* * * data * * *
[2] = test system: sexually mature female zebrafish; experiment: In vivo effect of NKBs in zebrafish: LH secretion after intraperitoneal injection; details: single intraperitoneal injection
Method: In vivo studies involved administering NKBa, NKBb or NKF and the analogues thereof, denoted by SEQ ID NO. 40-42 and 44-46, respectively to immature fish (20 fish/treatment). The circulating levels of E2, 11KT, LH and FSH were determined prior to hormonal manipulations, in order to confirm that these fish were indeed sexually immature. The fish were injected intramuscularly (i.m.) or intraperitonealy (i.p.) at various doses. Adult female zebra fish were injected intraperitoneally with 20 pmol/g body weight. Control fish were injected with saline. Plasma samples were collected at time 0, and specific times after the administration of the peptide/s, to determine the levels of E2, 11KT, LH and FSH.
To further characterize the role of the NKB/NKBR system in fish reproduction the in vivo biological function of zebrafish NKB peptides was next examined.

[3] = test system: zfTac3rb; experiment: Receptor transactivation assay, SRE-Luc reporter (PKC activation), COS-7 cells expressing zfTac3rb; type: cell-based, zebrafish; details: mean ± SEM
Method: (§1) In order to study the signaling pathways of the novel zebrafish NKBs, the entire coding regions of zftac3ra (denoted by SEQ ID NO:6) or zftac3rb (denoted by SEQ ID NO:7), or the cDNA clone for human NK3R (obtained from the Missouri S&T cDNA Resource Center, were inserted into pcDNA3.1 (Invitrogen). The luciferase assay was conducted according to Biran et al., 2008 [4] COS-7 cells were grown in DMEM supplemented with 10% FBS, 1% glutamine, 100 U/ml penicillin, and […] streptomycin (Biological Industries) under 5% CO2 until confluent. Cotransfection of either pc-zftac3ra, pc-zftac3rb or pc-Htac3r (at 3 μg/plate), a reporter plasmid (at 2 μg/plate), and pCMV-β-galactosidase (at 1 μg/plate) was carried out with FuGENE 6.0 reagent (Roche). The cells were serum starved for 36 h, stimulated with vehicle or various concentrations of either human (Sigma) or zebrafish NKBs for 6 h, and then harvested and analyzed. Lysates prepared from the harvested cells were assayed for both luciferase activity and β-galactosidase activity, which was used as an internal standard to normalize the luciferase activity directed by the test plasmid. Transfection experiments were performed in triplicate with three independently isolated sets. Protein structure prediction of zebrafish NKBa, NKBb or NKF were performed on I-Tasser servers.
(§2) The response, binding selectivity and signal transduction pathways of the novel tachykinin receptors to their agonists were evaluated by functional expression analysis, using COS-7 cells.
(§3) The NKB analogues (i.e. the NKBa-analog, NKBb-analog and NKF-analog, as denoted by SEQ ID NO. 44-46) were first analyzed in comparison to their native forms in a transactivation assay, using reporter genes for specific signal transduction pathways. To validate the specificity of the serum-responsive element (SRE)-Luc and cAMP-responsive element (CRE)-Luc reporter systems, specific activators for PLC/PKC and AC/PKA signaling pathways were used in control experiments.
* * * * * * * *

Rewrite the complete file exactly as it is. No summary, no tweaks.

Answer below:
[2] = test system: sexually mature female zebrafish; experiment: In vivo effect of NKBs in zebrafish: LH secretion after intraperitoneal injection; details: single intraperitoneal injection
Method: In vivo studies involved administering NKBa, NKBb or NKF and the analogues thereof, denoted by SEQ ID NO. 40-42 and 44-46, respectively to immature fish (20 fish/treatment). The circulating levels of E2, 11KT, LH and FSH were determined prior to hormonal manipulations, in order to confirm that these fish were indeed sexually immature. The fish were injected intramuscularly (i.m.) or intraperitonealy (i.p.) at various doses. Adult female zebra fish were injected intraperitoneally with 20 pmol/g body weight. Control fish were injected with saline. Plasma samples were collected at time 0, and specific times after the administration of the peptide/s, to determine the levels of E2, 11KT, LH and FSH.
To further characterize the role of the NKB/NKBR system in fish reproduction the in vivo biological function of zebrafish NKB peptides was next examined.

[3] = test system: zfTac3rb; experiment: Receptor transactivation assay, SRE-Luc reporter (PKC activation), COS-7 cells expressing zfTac3rb; type: cell-based, zebrafish; details: mean ± SEM
Method: (§1) In order to study the signaling pathways of the novel zebrafish NKBs, the entire coding regions of zftac3ra (denoted by SEQ ID NO:6) or zftac3rb (denoted by SEQ ID NO:7), or the cDNA clone for human NK3R (obtained from the Missouri S&T cDNA Resource Center, were inserted into pcDNA3.1 (Invitrogen). The luciferase assay was conducted according to Biran et al., 2008 [4] COS-7 cells were grown in DMEM supplemented with 10% FBS, 1% glutamine, 100 U/ml penicillin, and […] streptomycin (Biological Industries) under 5% CO2 until confluent. Cotransfection of either pc-zftac3ra, pc-zftac3rb or pc-Htac3r (at 3 μg/plate), a reporter plasmid (at 2 μg/plate), and pCMV-β-galactosidase (at 1 μg/plate) was carried out with FuGENE 6.0 reagent (Roche). The cells were serum starved for 36 h, stimulated with vehicle or various concentrations of either human (Sigma) or zebrafish NKBs for 6 h, and then harvested and analyzed. Lysates prepared from the harvested cells were assayed for both luciferase activity and β-galactosidase activity, which was used as an internal standard to normalize the luciferase activity directed by the test plasmid. Transfection experiments were performed in triplicate with three independently isolated sets. Protein structure prediction of zebrafish NKBa, NKBb or NKF were performed on I-Tasser servers.
(§2) The response, binding selectivity and signal transduction pathways of the novel tachykinin receptors to their agonists were evaluated by functional expression analysis, using COS-7 cells.
(§3) The NKB analogues (i.e. the NKBa-analog, NKBb-analog and NKF-analog, as denoted by SEQ ID NO. 44-46) were first analyzed in comparison to their native forms in a transactivation assay, using reporter genes for specific signal transduction pathways. To validate the specificity of the serum-responsive element (SRE)-Luc and cAMP-responsive element (CRE)-Luc reporter systems, specific activators for PLC/PKC and AC/PKA signaling pathways were used in control experiments.